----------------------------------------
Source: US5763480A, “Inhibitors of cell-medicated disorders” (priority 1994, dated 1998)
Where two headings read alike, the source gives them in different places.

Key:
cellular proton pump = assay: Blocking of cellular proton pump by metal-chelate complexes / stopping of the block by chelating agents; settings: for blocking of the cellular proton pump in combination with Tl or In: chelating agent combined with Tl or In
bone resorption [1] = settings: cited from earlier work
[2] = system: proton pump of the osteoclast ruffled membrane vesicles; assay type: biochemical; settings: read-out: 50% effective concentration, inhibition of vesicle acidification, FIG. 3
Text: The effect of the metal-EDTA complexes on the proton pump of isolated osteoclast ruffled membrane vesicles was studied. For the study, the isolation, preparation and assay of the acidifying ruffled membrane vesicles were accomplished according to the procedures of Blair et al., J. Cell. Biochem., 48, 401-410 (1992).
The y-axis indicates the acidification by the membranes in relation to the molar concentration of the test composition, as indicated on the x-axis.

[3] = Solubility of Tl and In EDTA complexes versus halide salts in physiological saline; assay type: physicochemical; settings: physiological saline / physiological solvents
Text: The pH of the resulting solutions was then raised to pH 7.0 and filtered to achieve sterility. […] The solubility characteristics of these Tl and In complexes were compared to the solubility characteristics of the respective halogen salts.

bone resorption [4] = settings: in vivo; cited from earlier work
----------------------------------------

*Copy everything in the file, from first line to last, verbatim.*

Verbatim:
Source: US5763480A, “Inhibitors of cell-medicated disorders” (priority 1994, dated 1998)
Where two headings read alike, the source gives them in different places.

Key:
cellular proton pump = assay: Blocking of cellular proton pump by metal-chelate complexes / stopping of the block by chelating agents; settings: for blocking of the cellular proton pump in combination with Tl or In: chelating agent combined with Tl or In
bone resorption [1] = settings: cited from earlier work
[2] = system: proton pump of the osteoclast ruffled membrane vesicles; assay type: biochemical; settings: read-out: 50% effective concentration, inhibition of vesicle acidification, FIG. 3
Text: The effect of the metal-EDTA complexes on the proton pump of isolated osteoclast ruffled membrane vesicles was studied. For the study, the isolation, preparation and assay of the acidifying ruffled membrane vesicles were accomplished according to the procedures of Blair et al., J. Cell. Biochem., 48, 401-410 (1992).
The y-axis indicates the acidification by the membranes in relation to the molar concentration of the test composition, as indicated on the x-axis.

[3] = Solubility of Tl and In EDTA complexes versus halide salts in physiological saline; assay type: physicochemical; settings: physiological saline / physiological solvents
Text: The pH of the resulting solutions was then raised to pH 7.0 and filtered to achieve sterility. […] The solubility characteristics of these Tl and In complexes were compared to the solubility characteristics of the respective halogen salts.

bone resorption [4] = settings: in vivo; cited from earlier work